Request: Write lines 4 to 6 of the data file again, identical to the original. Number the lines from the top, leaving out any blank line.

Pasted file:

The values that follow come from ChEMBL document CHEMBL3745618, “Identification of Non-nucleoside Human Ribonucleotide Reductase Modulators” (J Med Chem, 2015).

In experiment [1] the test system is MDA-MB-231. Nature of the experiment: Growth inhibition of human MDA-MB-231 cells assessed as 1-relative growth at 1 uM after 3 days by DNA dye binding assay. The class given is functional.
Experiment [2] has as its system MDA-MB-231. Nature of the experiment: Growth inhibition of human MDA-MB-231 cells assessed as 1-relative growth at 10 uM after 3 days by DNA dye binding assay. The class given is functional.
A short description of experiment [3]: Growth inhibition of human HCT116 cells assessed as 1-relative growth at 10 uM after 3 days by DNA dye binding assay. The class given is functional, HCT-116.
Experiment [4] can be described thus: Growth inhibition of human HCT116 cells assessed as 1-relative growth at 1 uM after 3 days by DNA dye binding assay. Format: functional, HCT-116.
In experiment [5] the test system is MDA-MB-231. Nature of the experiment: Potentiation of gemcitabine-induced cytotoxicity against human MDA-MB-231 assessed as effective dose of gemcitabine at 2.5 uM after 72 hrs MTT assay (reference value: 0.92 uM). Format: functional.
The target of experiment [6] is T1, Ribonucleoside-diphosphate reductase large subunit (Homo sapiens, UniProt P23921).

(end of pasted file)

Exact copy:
A short description of experiment [3]: Growth inhibition of human HCT116 cells assessed as 1-relative growth at 10 uM after 3 days by DNA dye binding assay. The class given is functional, HCT-116.
Experiment [4] can be described thus: Growth inhibition of human HCT116 cells assessed as 1-relative growth at 1 uM after 3 days by DNA dye binding assay. Format: functional, HCT-116.
In experiment [5] the test system is MDA-MB-231. Nature of the experiment: Potentiation of gemcitabine-induced cytotoxicity against human MDA-MB-231 assessed as effective dose of gemcitabine at 2.5 uM after 72 hrs MTT assay (reference value: 0.92 uM). Format: functional.